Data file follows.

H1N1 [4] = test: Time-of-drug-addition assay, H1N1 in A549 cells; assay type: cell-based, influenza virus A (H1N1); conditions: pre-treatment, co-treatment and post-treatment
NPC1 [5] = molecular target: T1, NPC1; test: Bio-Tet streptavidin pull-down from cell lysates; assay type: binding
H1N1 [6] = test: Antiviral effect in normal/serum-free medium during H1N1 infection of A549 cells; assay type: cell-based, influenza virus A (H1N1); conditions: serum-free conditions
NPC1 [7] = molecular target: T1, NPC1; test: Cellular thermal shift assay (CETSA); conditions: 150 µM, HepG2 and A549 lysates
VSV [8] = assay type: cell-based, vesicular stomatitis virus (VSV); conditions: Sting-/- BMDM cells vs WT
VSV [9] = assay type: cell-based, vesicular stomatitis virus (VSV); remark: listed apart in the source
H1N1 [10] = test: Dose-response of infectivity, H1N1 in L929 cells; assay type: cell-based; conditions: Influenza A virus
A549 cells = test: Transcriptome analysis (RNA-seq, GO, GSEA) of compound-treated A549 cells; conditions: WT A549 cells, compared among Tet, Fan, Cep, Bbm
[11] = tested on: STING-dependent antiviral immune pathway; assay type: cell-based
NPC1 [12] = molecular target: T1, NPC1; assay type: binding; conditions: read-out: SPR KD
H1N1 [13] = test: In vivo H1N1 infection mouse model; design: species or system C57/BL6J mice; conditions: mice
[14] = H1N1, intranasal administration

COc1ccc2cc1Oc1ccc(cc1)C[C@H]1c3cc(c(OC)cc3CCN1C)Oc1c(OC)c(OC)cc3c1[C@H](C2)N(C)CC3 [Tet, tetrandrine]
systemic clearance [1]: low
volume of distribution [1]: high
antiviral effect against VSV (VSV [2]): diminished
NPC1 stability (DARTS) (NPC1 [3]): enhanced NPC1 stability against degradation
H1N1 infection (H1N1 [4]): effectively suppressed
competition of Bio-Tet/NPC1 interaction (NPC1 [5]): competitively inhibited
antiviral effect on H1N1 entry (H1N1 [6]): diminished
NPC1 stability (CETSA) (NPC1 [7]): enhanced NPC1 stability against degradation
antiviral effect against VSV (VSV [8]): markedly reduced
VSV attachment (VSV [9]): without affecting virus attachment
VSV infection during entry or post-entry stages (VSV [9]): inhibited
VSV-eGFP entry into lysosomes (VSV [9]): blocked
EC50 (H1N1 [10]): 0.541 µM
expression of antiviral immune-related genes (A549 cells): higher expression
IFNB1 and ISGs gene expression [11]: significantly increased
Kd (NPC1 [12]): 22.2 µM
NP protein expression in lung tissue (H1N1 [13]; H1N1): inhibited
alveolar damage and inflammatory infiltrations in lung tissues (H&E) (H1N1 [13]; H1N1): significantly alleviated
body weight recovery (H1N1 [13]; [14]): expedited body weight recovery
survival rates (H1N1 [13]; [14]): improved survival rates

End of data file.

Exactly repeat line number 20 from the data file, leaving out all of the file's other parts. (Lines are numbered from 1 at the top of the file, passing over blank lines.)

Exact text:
antiviral effect on H1N1 entry (H1N1 [6]): diminished